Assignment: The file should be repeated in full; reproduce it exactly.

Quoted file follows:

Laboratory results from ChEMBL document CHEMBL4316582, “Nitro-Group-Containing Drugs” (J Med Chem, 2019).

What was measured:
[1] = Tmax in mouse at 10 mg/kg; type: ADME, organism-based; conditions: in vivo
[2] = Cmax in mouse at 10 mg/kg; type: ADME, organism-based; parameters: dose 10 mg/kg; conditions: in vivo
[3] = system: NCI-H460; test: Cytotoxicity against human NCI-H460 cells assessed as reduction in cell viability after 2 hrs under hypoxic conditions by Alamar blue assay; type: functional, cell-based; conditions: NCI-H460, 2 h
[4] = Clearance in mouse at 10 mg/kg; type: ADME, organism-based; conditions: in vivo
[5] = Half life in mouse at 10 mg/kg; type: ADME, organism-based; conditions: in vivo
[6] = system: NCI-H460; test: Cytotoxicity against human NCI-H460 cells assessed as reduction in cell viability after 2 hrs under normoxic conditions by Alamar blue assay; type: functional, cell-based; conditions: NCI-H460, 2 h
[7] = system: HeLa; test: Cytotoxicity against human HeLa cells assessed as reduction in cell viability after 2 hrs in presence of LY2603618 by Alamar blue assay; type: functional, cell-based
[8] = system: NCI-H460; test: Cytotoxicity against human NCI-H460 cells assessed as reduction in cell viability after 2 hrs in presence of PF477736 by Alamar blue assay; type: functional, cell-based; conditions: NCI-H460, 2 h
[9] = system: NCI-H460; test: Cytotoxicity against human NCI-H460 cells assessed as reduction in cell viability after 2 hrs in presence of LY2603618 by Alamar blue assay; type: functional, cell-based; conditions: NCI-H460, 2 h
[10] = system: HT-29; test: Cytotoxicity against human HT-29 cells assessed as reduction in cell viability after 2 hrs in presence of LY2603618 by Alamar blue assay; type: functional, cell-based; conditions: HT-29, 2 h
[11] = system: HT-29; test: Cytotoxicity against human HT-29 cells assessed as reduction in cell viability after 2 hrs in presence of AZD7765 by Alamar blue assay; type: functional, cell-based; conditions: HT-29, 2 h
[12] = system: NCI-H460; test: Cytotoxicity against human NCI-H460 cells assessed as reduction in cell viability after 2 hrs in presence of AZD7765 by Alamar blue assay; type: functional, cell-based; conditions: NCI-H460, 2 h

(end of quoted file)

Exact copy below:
Laboratory results from ChEMBL document CHEMBL4316582, “Nitro-Group-Containing Drugs” (J Med Chem, 2019).

What was measured:
[1] = Tmax in mouse at 10 mg/kg; type: ADME, organism-based; conditions: in vivo
[2] = Cmax in mouse at 10 mg/kg; type: ADME, organism-based; parameters: dose 10 mg/kg; conditions: in vivo
[3] = system: NCI-H460; test: Cytotoxicity against human NCI-H460 cells assessed as reduction in cell viability after 2 hrs under hypoxic conditions by Alamar blue assay; type: functional, cell-based; conditions: NCI-H460, 2 h
[4] = Clearance in mouse at 10 mg/kg; type: ADME, organism-based; conditions: in vivo
[5] = Half life in mouse at 10 mg/kg; type: ADME, organism-based; conditions: in vivo
[6] = system: NCI-H460; test: Cytotoxicity against human NCI-H460 cells assessed as reduction in cell viability after 2 hrs under normoxic conditions by Alamar blue assay; type: functional, cell-based; conditions: NCI-H460, 2 h
[7] = system: HeLa; test: Cytotoxicity against human HeLa cells assessed as reduction in cell viability after 2 hrs in presence of LY2603618 by Alamar blue assay; type: functional, cell-based
[8] = system: NCI-H460; test: Cytotoxicity against human NCI-H460 cells assessed as reduction in cell viability after 2 hrs in presence of PF477736 by Alamar blue assay; type: functional, cell-based; conditions: NCI-H460, 2 h
[9] = system: NCI-H460; test: Cytotoxicity against human NCI-H460 cells assessed as reduction in cell viability after 2 hrs in presence of LY2603618 by Alamar blue assay; type: functional, cell-based; conditions: NCI-H460, 2 h
[10] = system: HT-29; test: Cytotoxicity against human HT-29 cells assessed as reduction in cell viability after 2 hrs in presence of LY2603618 by Alamar blue assay; type: functional, cell-based; conditions: HT-29, 2 h
[11] = system: HT-29; test: Cytotoxicity against human HT-29 cells assessed as reduction in cell viability after 2 hrs in presence of AZD7765 by Alamar blue assay; type: functional, cell-based; conditions: HT-29, 2 h
[12] = system: NCI-H460; test: Cytotoxicity against human NCI-H460 cells assessed as reduction in cell viability after 2 hrs in presence of AZD7765 by Alamar blue assay; type: functional, cell-based; conditions: NCI-H460, 2 h